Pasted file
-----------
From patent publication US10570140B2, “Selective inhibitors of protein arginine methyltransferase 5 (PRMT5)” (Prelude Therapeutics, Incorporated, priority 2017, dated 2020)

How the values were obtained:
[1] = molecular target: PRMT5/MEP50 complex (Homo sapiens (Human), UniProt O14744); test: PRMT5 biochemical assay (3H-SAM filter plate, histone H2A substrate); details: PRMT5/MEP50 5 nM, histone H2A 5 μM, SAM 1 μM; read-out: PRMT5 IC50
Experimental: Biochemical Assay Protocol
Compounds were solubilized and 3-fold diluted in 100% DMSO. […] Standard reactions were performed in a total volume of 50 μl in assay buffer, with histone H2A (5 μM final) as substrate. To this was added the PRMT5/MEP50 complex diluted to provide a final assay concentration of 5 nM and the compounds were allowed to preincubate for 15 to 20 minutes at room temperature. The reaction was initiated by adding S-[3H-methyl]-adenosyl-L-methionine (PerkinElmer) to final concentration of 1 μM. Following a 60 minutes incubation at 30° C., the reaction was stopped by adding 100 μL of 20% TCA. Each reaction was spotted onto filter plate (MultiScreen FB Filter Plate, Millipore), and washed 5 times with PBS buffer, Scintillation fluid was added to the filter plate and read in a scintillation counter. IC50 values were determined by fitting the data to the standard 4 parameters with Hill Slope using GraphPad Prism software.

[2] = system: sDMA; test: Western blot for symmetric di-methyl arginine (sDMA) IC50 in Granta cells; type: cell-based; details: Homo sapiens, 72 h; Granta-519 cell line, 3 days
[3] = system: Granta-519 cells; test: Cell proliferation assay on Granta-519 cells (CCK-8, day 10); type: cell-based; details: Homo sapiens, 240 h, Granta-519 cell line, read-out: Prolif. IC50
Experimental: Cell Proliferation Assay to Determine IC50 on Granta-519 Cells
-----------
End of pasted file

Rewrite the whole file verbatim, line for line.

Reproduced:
From patent publication US10570140B2, “Selective inhibitors of protein arginine methyltransferase 5 (PRMT5)” (Prelude Therapeutics, Incorporated, priority 2017, dated 2020)

How the values were obtained:
[1] = molecular target: PRMT5/MEP50 complex (Homo sapiens (Human), UniProt O14744); test: PRMT5 biochemical assay (3H-SAM filter plate, histone H2A substrate); details: PRMT5/MEP50 5 nM, histone H2A 5 μM, SAM 1 μM; read-out: PRMT5 IC50
Experimental: Biochemical Assay Protocol
Compounds were solubilized and 3-fold diluted in 100% DMSO. […] Standard reactions were performed in a total volume of 50 μl in assay buffer, with histone H2A (5 μM final) as substrate. To this was added the PRMT5/MEP50 complex diluted to provide a final assay concentration of 5 nM and the compounds were allowed to preincubate for 15 to 20 minutes at room temperature. The reaction was initiated by adding S-[3H-methyl]-adenosyl-L-methionine (PerkinElmer) to final concentration of 1 μM. Following a 60 minutes incubation at 30° C., the reaction was stopped by adding 100 μL of 20% TCA. Each reaction was spotted onto filter plate (MultiScreen FB Filter Plate, Millipore), and washed 5 times with PBS buffer, Scintillation fluid was added to the filter plate and read in a scintillation counter. IC50 values were determined by fitting the data to the standard 4 parameters with Hill Slope using GraphPad Prism software.

[2] = system: sDMA; test: Western blot for symmetric di-methyl arginine (sDMA) IC50 in Granta cells; type: cell-based; details: Homo sapiens, 72 h; Granta-519 cell line, 3 days
[3] = system: Granta-519 cells; test: Cell proliferation assay on Granta-519 cells (CCK-8, day 10); type: cell-based; details: Homo sapiens, 240 h, Granta-519 cell line, read-out: Prolif. IC50
Experimental: Cell Proliferation Assay to Determine IC50 on Granta-519 Cells